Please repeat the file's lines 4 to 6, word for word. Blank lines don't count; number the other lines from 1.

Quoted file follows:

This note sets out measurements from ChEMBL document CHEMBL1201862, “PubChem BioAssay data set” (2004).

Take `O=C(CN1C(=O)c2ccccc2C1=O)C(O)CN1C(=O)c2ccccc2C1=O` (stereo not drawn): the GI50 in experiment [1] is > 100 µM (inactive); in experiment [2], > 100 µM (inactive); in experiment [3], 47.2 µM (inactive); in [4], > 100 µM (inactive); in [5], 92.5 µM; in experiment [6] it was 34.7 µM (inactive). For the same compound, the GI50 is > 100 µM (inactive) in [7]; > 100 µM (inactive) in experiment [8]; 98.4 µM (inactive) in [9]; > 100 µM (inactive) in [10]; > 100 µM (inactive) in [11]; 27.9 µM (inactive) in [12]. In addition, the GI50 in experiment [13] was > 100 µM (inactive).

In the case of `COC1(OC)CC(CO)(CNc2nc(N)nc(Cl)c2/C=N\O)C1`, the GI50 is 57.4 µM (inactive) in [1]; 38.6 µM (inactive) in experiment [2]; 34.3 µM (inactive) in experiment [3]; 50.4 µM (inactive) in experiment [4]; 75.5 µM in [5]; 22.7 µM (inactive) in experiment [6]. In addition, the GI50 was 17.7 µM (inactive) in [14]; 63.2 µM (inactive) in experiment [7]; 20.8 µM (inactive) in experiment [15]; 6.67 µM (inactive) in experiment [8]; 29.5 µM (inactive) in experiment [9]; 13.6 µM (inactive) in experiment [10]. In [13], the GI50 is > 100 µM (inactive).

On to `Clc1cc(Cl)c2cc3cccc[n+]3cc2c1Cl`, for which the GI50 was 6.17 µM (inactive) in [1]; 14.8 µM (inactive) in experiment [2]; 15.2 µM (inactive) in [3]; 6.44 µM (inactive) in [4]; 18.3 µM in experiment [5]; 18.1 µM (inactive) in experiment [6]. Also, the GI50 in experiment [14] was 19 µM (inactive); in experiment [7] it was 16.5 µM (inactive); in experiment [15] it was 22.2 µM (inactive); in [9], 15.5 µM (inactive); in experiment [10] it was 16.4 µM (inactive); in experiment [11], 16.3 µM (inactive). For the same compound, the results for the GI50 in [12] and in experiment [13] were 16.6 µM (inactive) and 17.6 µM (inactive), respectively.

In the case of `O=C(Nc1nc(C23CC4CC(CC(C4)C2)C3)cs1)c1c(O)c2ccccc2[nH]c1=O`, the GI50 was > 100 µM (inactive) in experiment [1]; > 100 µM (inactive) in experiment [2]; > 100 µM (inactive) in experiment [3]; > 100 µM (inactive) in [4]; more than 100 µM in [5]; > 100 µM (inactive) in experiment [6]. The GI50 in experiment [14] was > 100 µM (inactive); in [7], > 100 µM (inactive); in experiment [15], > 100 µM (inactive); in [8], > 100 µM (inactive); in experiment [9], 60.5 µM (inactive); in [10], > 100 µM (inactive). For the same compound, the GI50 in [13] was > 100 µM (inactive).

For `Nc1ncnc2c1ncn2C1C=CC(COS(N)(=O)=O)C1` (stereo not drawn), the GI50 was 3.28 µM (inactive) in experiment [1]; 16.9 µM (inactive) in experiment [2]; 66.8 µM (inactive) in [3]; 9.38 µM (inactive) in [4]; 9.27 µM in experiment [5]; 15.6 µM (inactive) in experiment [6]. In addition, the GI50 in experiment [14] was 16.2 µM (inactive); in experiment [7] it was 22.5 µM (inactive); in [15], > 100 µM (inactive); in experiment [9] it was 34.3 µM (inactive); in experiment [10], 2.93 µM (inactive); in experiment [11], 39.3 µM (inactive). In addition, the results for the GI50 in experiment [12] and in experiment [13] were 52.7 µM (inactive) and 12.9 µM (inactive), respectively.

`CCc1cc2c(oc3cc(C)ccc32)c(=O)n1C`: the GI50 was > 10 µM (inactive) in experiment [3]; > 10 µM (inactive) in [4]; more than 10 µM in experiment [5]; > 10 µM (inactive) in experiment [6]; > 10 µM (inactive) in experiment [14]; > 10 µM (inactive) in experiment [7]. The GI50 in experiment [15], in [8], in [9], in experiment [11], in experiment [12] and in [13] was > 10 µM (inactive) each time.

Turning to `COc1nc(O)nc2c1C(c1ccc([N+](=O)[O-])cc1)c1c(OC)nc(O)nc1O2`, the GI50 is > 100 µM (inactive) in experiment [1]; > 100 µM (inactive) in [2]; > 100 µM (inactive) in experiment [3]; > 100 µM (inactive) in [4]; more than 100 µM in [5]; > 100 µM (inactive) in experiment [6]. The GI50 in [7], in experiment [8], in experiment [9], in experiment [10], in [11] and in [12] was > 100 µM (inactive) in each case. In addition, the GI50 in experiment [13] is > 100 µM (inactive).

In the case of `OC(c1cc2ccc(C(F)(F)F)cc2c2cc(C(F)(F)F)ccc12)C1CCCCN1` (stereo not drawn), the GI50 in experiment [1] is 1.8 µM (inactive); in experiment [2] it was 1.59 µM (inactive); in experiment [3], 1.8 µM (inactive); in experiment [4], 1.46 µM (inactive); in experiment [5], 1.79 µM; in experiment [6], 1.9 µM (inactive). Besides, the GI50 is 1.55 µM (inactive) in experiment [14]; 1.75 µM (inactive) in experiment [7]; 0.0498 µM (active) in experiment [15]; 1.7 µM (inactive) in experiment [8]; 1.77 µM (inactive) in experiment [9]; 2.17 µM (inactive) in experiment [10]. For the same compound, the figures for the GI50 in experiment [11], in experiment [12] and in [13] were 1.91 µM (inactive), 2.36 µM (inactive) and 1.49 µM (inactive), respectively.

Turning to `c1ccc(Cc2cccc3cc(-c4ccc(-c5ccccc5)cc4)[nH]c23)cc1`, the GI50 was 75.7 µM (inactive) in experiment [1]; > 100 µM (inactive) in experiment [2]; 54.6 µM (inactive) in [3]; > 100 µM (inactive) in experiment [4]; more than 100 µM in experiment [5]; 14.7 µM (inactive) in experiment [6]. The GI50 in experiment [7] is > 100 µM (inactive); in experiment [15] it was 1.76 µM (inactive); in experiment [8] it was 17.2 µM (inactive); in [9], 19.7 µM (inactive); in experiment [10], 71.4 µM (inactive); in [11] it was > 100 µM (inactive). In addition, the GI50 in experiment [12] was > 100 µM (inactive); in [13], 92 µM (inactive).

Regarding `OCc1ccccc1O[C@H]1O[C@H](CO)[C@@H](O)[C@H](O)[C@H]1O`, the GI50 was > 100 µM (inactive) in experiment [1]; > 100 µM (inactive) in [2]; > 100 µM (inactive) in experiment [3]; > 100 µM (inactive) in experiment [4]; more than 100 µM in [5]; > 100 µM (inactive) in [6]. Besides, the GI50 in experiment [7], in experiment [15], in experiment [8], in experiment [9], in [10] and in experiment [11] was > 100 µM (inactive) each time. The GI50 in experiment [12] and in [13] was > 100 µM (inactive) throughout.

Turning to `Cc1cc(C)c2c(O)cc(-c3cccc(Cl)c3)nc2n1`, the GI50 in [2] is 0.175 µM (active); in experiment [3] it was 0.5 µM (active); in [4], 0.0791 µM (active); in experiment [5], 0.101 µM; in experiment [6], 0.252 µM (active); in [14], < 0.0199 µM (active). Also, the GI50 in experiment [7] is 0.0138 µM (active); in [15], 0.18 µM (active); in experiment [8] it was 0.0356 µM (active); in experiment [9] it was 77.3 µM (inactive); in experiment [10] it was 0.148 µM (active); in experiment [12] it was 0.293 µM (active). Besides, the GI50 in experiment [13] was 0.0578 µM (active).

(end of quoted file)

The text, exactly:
On to `Clc1cc(Cl)c2cc3cccc[n+]3cc2c1Cl`, for which the GI50 was 6.17 µM (inactive) in [1]; 14.8 µM (inactive) in experiment [2]; 15.2 µM (inactive) in [3]; 6.44 µM (inactive) in [4]; 18.3 µM in experiment [5]; 18.1 µM (inactive) in experiment [6]. Also, the GI50 in experiment [14] was 19 µM (inactive); in experiment [7] it was 16.5 µM (inactive); in experiment [15] it was 22.2 µM (inactive); in [9], 15.5 µM (inactive); in experiment [10] it was 16.4 µM (inactive); in experiment [11], 16.3 µM (inactive). For the same compound, the results for the GI50 in [12] and in experiment [13] were 16.6 µM (inactive) and 17.6 µM (inactive), respectively.

In the case of `O=C(Nc1nc(C23CC4CC(CC(C4)C2)C3)cs1)c1c(O)c2ccccc2[nH]c1=O`, the GI50 was > 100 µM (inactive) in experiment [1]; > 100 µM (inactive) in experiment [2]; > 100 µM (inactive) in experiment [3]; > 100 µM (inactive) in [4]; more than 100 µM in [5]; > 100 µM (inactive) in experiment [6]. The GI50 in experiment [14] was > 100 µM (inactive); in [7], > 100 µM (inactive); in experiment [15], > 100 µM (inactive); in [8], > 100 µM (inactive); in experiment [9], 60.5 µM (inactive); in [10], > 100 µM (inactive). For the same compound, the GI50 in [13] was > 100 µM (inactive).

For `Nc1ncnc2c1ncn2C1C=CC(COS(N)(=O)=O)C1` (stereo not drawn), the GI50 was 3.28 µM (inactive) in experiment [1]; 16.9 µM (inactive) in experiment [2]; 66.8 µM (inactive) in [3]; 9.38 µM (inactive) in [4]; 9.27 µM in experiment [5]; 15.6 µM (inactive) in experiment [6]. In addition, the GI50 in experiment [14] was 16.2 µM (inactive); in experiment [7] it was 22.5 µM (inactive); in [15], > 100 µM (inactive); in experiment [9] it was 34.3 µM (inactive); in experiment [10], 2.93 µM (inactive); in experiment [11], 39.3 µM (inactive). In addition, the results for the GI50 in experiment [12] and in experiment [13] were 52.7 µM (inactive) and 12.9 µM (inactive), respectively.